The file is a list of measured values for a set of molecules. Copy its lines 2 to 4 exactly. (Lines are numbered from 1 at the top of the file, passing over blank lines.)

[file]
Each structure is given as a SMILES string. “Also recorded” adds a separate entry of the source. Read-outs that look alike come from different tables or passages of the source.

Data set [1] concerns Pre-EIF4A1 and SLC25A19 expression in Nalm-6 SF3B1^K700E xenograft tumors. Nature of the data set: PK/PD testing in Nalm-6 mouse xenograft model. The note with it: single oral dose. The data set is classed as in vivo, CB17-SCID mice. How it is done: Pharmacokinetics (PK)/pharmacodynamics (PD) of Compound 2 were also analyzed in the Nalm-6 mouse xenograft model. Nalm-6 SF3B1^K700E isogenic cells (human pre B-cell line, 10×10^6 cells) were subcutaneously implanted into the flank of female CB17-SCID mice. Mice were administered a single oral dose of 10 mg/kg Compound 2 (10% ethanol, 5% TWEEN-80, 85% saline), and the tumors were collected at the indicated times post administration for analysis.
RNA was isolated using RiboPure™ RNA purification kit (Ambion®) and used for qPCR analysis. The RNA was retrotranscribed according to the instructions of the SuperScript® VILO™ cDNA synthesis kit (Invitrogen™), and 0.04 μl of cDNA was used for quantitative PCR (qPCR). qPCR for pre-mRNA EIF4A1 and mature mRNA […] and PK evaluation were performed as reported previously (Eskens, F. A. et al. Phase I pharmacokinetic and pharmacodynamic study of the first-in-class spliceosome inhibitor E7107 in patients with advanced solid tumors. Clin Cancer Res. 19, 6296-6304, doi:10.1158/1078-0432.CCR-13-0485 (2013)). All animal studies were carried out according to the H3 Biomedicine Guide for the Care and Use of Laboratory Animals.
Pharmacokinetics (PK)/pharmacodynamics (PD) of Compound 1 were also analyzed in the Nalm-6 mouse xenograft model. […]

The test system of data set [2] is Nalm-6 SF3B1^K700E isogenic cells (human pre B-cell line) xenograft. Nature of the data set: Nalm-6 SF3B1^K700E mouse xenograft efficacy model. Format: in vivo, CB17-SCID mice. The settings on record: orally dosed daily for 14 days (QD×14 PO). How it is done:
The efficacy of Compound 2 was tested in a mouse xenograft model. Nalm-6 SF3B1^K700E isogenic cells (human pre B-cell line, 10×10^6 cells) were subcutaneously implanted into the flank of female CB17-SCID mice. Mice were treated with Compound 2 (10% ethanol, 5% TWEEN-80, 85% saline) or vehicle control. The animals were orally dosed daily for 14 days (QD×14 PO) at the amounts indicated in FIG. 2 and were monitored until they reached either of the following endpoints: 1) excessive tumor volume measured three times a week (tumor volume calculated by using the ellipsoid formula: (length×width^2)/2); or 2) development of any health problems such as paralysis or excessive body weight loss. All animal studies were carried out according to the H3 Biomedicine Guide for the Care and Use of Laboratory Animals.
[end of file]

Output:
Data set [1] concerns Pre-EIF4A1 and SLC25A19 expression in Nalm-6 SF3B1^K700E xenograft tumors. Nature of the data set: PK/PD testing in Nalm-6 mouse xenograft model. The note with it: single oral dose. The data set is classed as in vivo, CB17-SCID mice. How it is done: Pharmacokinetics (PK)/pharmacodynamics (PD) of Compound 2 were also analyzed in the Nalm-6 mouse xenograft model. Nalm-6 SF3B1^K700E isogenic cells (human pre B-cell line, 10×10^6 cells) were subcutaneously implanted into the flank of female CB17-SCID mice. Mice were administered a single oral dose of 10 mg/kg Compound 2 (10% ethanol, 5% TWEEN-80, 85% saline), and the tumors were collected at the indicated times post administration for analysis.
RNA was isolated using RiboPure™ RNA purification kit (Ambion®) and used for qPCR analysis. The RNA was retrotranscribed according to the instructions of the SuperScript® VILO™ cDNA synthesis kit (Invitrogen™), and 0.04 μl of cDNA was used for quantitative PCR (qPCR). qPCR for pre-mRNA EIF4A1 and mature mRNA […] and PK evaluation were performed as reported previously (Eskens, F. A. et al. Phase I pharmacokinetic and pharmacodynamic study of the first-in-class spliceosome inhibitor E7107 in patients with advanced solid tumors. Clin Cancer Res. 19, 6296-6304, doi:10.1158/1078-0432.CCR-13-0485 (2013)). All animal studies were carried out according to the H3 Biomedicine Guide for the Care and Use of Laboratory Animals.
Pharmacokinetics (PK)/pharmacodynamics (PD) of Compound 1 were also analyzed in the Nalm-6 mouse xenograft model. […]